Friday, November 19, 2010

Rolling Black Outs

The city of Odessa is notorious for its black outs.  You can tell how expensive the clothes in a store is based on whether or not they have a generator outside keeping the lights on during a black out.  On my first day at the office, the lights went out, and since then, it has just been the norm.  You deal with it.

Last night, we were at a bar after my friend's birthday celebration when the lights unexpectedly went out.  There was a roar of cheering and laughter, followed by a drunken rendition of The Beatles' "We all live in a Yellow Submarine."  Of course, that was the only line any of the patrons knew, but that didn't stop anyone from having a fine time with it.

Before the lights went out, we met a very drunk Ukrainian girl at the bar that insisted in being all up in our faces, drinking shots someone else ordered, laughing louder and more obnoxiously than I do, and just all around being annoying.  She would ask strange questions, and look at us with these wide deer in the headlights eyes that suggested maybe she was more than just drunk.  She asked me how I heard about the bar, and I pointed at our group of friends, trying to get her to go talk to them instead.  My evil plan worked, but unfortunately, our groups just ended up merging, adding a new element of comedy to the scene.  

One of our English friends, who is not afraid to tell it like it is, got upset that she kept hitting him every time he said something funny.  All of a sudden the lights went out and he said, "Hit me again, and I swear to God I will pound you harder than you can imagine and no one would even know what happened 'cause the lights are out."  She just laughed like a jackal.  By this point, I was just beyond annoyed and she could probably tell I was giving her dirty looks, which I do not do often.  She told our friends, "I don't even want to know her."  Which I thought was hysterical, given the obviously mutual feelings I had for her.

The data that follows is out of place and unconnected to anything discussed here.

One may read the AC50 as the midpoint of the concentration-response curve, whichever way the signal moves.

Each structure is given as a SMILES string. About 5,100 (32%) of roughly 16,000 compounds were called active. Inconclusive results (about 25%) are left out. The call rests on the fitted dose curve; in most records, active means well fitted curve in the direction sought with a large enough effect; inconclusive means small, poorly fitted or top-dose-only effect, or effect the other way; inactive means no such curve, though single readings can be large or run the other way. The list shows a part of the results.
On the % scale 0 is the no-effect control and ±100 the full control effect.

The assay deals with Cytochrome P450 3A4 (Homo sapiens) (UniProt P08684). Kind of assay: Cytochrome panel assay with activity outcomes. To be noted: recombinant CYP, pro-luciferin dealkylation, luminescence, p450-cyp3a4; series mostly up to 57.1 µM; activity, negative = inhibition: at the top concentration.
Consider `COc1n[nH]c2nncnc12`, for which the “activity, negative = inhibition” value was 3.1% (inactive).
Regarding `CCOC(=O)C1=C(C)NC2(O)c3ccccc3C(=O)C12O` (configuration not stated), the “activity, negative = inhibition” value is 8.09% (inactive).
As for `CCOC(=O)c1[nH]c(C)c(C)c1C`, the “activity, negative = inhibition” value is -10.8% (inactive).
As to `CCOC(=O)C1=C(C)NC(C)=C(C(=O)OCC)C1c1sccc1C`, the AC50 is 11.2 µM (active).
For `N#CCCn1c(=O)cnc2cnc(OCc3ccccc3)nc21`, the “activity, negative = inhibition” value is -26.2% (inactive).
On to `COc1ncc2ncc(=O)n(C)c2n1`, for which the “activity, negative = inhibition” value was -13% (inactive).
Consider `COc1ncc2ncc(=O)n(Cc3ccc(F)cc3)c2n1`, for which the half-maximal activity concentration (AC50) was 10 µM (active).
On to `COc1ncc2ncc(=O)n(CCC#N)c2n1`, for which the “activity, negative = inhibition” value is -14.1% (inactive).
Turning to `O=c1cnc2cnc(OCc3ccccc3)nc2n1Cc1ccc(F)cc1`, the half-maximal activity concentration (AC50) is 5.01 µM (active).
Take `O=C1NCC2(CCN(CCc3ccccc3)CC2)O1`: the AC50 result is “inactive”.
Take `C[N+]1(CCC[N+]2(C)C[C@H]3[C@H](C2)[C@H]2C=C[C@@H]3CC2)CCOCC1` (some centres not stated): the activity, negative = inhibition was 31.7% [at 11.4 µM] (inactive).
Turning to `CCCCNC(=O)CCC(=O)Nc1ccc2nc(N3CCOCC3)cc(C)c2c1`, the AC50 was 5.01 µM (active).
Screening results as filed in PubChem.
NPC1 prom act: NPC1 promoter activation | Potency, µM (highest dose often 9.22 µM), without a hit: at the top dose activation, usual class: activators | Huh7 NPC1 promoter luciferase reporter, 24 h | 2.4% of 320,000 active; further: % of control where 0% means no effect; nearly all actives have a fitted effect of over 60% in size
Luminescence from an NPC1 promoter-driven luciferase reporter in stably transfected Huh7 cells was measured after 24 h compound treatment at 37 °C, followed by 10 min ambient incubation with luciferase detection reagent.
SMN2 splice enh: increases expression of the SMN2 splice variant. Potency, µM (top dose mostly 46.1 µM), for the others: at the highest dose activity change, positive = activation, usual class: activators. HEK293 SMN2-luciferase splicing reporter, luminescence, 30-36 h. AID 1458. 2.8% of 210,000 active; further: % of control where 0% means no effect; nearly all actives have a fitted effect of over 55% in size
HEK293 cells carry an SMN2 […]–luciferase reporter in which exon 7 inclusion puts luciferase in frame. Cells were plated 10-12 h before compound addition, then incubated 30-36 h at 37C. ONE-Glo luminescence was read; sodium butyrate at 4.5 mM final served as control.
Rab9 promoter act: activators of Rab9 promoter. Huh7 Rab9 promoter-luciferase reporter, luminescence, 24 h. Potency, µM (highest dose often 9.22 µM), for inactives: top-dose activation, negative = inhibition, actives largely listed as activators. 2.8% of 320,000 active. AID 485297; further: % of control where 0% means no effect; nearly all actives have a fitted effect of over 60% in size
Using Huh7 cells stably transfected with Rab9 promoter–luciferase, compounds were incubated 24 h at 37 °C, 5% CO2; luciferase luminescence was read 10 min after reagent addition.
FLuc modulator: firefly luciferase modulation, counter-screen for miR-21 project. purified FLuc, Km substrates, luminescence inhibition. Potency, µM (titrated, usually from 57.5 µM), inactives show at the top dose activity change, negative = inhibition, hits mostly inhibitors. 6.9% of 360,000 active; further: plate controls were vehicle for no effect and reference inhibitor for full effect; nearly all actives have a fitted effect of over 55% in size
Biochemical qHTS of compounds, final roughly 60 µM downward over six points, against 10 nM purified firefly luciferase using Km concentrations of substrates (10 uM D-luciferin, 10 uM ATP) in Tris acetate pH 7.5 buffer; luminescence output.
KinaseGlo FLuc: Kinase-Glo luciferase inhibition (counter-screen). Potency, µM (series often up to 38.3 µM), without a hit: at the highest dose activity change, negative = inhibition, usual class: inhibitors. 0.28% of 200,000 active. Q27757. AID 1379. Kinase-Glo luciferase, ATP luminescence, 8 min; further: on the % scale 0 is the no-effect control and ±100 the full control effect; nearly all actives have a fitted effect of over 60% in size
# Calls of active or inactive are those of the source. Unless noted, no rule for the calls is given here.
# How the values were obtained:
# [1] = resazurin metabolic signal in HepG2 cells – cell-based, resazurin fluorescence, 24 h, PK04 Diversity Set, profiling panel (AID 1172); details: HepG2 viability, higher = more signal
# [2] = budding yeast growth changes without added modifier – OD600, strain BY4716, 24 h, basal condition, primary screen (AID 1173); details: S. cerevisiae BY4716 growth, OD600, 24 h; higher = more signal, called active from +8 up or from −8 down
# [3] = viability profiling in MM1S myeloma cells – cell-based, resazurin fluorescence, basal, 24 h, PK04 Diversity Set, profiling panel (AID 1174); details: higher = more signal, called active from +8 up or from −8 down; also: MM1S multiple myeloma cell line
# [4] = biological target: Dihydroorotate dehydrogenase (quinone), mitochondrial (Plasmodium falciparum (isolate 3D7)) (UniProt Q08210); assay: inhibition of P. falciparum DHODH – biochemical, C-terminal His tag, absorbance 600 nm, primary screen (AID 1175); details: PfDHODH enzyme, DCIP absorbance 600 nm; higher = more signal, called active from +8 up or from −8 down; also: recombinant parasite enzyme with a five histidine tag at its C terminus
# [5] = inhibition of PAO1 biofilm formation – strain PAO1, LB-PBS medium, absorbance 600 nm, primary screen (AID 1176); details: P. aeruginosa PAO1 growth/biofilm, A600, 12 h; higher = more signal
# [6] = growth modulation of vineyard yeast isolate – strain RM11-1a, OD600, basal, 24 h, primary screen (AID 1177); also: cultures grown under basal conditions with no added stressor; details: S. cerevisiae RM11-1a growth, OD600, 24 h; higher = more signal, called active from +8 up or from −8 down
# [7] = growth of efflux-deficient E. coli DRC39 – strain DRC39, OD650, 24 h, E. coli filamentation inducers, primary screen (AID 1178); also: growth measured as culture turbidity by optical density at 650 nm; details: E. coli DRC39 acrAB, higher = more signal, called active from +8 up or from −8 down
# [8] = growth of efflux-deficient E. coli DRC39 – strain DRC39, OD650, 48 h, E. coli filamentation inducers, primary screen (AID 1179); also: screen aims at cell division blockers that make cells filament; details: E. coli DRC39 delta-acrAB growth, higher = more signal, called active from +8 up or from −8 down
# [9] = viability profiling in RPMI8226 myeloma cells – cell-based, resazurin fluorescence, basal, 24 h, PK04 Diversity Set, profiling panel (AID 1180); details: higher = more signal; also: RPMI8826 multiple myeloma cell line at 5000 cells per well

We seemed to have the situation under control, until she got a set of utensils with her meal.  One of my friends was smart enough to take the knife away from her.  I know it sounds dramatic, but two minutes later she actually stabbed our English friend with the fork she still wielded.  He retorted to her stabbing by explaining, "If you stab me again, I will take this fork and jab it into your eyes."  Again with the jackal-like laughter.  I told her in Russian, "Не шутка!" meaning, "No joke," as I reached for her fork to take it away from her.

After we disarmed her, she ravenously tore at her burger - we then decided it was high time we made our escape.  The lights were still out, and the bar was smelling suspiciously like paint, or gas - worrying us that this might be yet another insurance company fraud attempt.  Bars suspiciously "accidentally" burn down often in Ukraine, meaning the owners can collect large sums of money from their insurance carriers...and you thought the insurance fraud was bad in the states.  

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